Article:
Cutting perks employees do not appear to value should be considered first. Perks include anything such as catered meetings, tuition reimbursement, employee matched contributions to 401K, access to company cars, etc.
Cutting Costs with a Salary Freeze or Salary Reductions
This strategy is currently favored over layoffs which is a change to typical business operations over the last couple of decades. If all or most positions and tasks performed by each employee are essential for the company’s productivity and profits, then reducing the payroll costs by decreasing each employee’s salary as opposed to laying off employees or reducing their hours is preferred. This allows the company to continue with the same workforce. The disadvantages of this option include running the risk of having disgruntled employees, high employee turnover, and a decrease in overall production.
It is essential for any company considering this option to deliver the message to employees in a careful and sensitive way as well as find low or no cost ways to support employees after the cuts.
Cutting Costs with Reducing or Eliminating Year-End Bonuses
This strategy tends to be one of the first strategies used in some industries because bonuses just by definition are extra. What a company needs to consider is who important year-end bonuses are to key employees and what specifically a bonus system is encouraging within the company.
In certain industries, bonuses are regarded as part of an employee’s salary. A cut to these bonuses may cut the employee’s overall salary significantly. The company risks losing employees to the competition. If bonuses allow the company to reward the highest producing employees and encourage higher production rates, the company may suffer significant consequences to production and profit after utilizing this strategy.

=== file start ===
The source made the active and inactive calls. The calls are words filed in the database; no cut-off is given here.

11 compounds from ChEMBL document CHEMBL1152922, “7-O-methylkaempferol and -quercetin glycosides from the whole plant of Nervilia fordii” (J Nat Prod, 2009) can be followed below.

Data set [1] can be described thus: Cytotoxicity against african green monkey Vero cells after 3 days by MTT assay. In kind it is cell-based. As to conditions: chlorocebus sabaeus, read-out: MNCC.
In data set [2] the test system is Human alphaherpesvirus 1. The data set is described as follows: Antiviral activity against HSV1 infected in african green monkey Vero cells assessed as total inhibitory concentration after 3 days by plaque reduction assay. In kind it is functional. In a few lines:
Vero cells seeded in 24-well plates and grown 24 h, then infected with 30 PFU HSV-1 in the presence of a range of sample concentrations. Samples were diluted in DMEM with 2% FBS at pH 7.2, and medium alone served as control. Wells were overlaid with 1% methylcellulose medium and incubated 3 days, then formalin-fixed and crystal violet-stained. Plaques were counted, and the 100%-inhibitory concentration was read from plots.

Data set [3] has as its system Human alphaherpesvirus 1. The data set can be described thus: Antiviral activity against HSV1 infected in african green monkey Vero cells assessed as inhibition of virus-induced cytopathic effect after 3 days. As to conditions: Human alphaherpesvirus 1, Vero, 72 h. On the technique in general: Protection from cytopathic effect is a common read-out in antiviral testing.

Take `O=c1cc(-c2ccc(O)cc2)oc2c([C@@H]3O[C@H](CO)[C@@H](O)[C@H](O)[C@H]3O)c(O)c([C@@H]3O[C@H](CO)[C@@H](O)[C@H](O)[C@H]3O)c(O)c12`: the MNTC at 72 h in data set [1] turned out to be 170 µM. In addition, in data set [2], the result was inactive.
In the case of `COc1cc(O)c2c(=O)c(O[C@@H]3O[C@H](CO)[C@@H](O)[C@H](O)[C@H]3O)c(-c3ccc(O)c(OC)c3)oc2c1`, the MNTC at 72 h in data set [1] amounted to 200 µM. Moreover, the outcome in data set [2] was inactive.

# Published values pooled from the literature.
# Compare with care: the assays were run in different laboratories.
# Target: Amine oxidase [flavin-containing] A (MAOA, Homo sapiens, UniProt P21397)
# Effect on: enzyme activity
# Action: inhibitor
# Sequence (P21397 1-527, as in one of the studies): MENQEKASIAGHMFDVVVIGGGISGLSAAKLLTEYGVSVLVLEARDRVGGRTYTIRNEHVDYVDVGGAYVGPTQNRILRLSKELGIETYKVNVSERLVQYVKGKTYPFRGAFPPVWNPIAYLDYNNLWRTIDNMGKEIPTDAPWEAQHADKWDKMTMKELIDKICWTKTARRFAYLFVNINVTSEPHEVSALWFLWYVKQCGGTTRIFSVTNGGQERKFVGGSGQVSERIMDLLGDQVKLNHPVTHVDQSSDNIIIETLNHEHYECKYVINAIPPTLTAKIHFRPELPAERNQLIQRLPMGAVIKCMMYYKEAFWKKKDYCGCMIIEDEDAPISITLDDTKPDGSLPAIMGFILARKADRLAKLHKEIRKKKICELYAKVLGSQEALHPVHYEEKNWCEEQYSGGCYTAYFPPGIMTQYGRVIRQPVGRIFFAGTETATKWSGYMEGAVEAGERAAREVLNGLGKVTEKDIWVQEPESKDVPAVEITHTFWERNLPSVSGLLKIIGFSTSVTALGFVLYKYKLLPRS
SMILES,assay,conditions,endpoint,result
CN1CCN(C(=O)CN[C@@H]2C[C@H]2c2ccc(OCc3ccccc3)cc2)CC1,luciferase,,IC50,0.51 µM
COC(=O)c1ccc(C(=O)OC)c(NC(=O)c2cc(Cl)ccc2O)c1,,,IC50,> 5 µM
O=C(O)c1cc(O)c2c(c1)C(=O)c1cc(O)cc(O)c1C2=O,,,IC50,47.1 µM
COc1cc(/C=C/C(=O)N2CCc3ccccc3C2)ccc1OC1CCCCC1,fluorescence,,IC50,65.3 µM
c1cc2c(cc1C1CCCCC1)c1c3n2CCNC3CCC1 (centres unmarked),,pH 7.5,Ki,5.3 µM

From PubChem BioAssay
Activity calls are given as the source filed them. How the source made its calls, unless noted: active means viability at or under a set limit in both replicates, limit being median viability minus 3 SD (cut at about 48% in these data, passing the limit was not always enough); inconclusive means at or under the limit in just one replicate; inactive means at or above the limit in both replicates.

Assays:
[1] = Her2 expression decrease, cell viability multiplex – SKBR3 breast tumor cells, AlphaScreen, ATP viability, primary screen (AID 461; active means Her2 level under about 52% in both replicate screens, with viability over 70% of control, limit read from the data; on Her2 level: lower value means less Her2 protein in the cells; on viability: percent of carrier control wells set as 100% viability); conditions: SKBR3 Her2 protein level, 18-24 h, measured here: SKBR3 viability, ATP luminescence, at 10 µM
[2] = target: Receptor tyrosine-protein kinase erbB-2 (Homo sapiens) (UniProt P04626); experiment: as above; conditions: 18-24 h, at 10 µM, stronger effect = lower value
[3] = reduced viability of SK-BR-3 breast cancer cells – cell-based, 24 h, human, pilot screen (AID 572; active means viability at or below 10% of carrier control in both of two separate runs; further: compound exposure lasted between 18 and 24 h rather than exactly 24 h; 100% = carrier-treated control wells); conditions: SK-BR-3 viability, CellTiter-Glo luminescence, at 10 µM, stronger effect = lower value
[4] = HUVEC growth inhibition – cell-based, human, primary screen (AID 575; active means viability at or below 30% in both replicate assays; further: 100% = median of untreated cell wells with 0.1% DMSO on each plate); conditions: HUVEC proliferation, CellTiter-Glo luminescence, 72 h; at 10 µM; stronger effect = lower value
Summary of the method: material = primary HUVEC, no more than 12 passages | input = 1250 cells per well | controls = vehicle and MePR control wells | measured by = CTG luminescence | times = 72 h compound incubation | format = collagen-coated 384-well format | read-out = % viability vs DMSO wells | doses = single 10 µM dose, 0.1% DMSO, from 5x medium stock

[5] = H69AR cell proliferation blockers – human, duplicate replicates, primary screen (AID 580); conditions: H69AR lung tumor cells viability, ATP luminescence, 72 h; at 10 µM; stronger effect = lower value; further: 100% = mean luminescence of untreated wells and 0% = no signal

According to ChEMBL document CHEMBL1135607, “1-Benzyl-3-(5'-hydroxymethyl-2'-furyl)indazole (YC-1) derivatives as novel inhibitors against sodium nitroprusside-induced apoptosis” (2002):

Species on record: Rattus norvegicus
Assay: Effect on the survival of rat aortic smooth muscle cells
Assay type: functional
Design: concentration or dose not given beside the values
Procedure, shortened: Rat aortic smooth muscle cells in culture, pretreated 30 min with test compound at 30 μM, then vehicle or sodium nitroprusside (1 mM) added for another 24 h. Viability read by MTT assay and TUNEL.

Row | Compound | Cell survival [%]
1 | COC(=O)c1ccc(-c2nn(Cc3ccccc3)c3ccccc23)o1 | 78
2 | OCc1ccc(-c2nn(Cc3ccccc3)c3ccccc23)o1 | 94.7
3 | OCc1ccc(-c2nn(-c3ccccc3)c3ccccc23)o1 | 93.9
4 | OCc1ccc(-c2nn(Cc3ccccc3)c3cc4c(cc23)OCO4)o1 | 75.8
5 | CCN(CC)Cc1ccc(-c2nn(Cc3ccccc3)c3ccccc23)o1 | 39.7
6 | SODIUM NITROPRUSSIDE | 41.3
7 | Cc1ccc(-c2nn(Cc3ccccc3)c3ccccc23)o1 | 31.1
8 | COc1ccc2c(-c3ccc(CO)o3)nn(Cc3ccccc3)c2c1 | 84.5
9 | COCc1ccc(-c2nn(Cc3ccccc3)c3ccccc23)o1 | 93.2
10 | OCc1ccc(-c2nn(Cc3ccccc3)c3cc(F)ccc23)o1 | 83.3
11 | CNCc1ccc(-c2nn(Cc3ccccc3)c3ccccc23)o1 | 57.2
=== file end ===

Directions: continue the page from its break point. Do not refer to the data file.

Cutting Costs with Cuts to Workers’ Hours
If this strategy is used, workers will either need to use their time more effectively or will need to eliminate nonessential work tasks. Since a reduction in hours reduces an employee’s pay, the company faces the risk of lower morale. You will need to weigh the costs and benefits to this decision. In some cases, reducing hours and allowing ineffective or unmotivated employees to leave and replace them with new employees who can be shaped to accept the new expectations may be most beneficial for the company. If workers do not have time to complete all essential tasks, the company’s ability to survive over time diminishes.
Cutting Costs through Forced Unpaid Vacations or Instituting a Furlough Program
Bigger companies tend to utilize these methods to cut costs. These changes get mixed reviews from employees. Decision makers should analyze their work force. Those who can afford unpaid time off may see this as positive whereas those who need to continue to work in order to pay the bills will be searching for a new job during their unpaid time away from the office. This may be a good way to cut costs right away and if you have determined that it would also be beneficial to trim the workforce but do not want to do so negatively through layoffs and other means, this cost containment strategy may achieve this without lowering morale for the employees who stay.
Cutting Costs through Telecommuting